On May 1 the General Assembly authorized Ellis to send troops to aid Virginia; North Carolina formally seceded on May 20 and was admitted as the 10th Confederate State the following day. Ellis would not live to witness the catastrophe he had contributed to setting in motion. Already in failing health, he went to a sanitarium in Red Sulphur Springs, Virginia (now in West Virginia) in late June and died there soon after his arrival. He was 40. Henry T. Clark, Speaker of the State Senate, completed his term.

Cemetery Policies



The City of Salisbury Cemetery Division reserves the right to regulate the method of decorating graves so that a safe and historical uniform beauty may be maintained.

  • Floral arrangements accompanying the casket or urn at the time of burial will be placed on the completed grave. They will remain there for approximately one week, at which time the Cemetery staff will remove and discard them. If the family wants to keep any of the grave arrangements, they should be removed before that one week is up.
  • The City cemeteries do not require a vault being used in burials. Please be aware that if a vault is not used that the ground will settle which means if you have a marker installed on the grave, most likely the concrete border around your marker will eventually crack and the marker may also start sinking. If a vault is used, there is still the possibility of the concrete border cracking due to swelling & shrinking of the stone due to hot or cold. This is not due to the Cemetery staff running over your marker or hitting your marker while mowing. The City shall not be held responsible for cracked borders or sinking markers.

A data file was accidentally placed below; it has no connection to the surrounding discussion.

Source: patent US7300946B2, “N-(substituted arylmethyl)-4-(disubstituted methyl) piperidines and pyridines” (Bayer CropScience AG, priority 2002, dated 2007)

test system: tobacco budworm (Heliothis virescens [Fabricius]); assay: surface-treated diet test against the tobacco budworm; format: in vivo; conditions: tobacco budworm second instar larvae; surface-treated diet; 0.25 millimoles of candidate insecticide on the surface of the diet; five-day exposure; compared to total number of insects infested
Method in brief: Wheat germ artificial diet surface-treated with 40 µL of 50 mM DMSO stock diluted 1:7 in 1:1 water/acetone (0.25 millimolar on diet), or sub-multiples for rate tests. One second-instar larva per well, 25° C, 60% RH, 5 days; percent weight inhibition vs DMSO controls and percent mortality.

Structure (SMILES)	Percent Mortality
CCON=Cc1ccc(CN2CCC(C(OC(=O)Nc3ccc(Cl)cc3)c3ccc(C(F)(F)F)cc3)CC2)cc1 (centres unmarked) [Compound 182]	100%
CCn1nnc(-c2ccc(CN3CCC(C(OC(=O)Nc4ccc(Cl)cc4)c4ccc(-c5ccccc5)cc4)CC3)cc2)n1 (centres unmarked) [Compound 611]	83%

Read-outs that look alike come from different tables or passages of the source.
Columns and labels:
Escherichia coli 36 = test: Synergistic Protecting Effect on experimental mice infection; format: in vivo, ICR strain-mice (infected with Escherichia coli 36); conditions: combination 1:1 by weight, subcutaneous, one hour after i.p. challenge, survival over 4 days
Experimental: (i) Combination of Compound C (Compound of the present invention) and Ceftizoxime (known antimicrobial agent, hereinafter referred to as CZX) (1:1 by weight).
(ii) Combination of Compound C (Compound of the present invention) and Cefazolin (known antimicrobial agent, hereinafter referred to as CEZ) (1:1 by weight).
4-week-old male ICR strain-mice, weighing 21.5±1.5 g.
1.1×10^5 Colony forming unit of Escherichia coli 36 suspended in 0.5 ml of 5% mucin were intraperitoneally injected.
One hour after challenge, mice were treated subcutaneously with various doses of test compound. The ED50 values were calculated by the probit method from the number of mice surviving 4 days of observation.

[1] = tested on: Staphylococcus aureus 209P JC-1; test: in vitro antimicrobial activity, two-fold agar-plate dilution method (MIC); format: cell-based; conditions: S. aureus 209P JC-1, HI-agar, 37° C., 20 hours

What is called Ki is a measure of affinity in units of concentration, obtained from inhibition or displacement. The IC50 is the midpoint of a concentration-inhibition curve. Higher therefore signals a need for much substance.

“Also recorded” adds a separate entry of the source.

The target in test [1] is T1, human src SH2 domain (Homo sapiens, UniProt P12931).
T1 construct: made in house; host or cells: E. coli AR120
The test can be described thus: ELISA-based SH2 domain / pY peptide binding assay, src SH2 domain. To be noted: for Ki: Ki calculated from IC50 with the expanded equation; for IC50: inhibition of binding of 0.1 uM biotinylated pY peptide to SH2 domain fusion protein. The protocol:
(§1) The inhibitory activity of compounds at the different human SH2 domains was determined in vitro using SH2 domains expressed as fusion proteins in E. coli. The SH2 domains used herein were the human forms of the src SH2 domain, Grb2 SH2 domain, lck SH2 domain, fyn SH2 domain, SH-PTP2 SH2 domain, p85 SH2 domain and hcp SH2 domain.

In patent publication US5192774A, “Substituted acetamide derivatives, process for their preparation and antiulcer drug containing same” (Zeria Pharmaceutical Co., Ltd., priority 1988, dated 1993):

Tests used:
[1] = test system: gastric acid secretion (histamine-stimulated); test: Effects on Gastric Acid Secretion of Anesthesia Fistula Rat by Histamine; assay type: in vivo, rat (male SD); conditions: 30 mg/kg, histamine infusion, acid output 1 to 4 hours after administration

• The City of Salisbury is not responsible for any floral or tributes placed on a grave plot. If missing or stolen, you may file a police report by calling the Salisbury Police Department at (704) 638-5333.
  • PROHIBITED GRAVE ITEMS: Nothing is allowed outside of your marker. Fencing outlining of graves is not allowed, fabric printed pictures that cover the grave are not allowed, solar lights are not allowed, glass, metal or wood products, rocks, toys, life-size decorations, Christmas lights or any other potential projectiles are not permitted on cemetery plots at any time. Anything that could potentially kill the grass on the plot is also not allowed. The Management reserves the right to remove any items that do not conform to these limitations. This is for the safety of our crews since lawn mowers and weed eaters may come into contact with items placed on graves. If so placed and damage does occur, the City shall not be held responsible.
  • All floral arrangements must be in a permanent vase, on a saddle or in a hard plastic cone vase that sticks into the ground. If placed otherwise, and your flowers are damaged due to contact with our equipment, the City shall not be held responsible.
  • An "Annual Cemetery Cleanup/Flower Removal" is performed once a year most likely in February. You can call the Cemetery office at (704) 638-5250 to find out the definite date. Large blue signs will be erected in each cemetery about 2 months prior to the cleanup. During cleanup week, any items located on graves including flowers, solar lights or decorations will be removed and discarded. If you wish to retain any items, please remove them before clean up week. After the cleanup is completed, you can place your items back on your plot.
  • The City maintains 7 cemeteries and takes pride in keeping them looking neat. The mowing schedule allows each cemetery to be mowed every 10-14 days which is usually sufficient for each cemetery to look good until we get back to it. Please bear with us at times as rain and the crew having to stop to open and close graves plays a major role in keeping the schedule on time.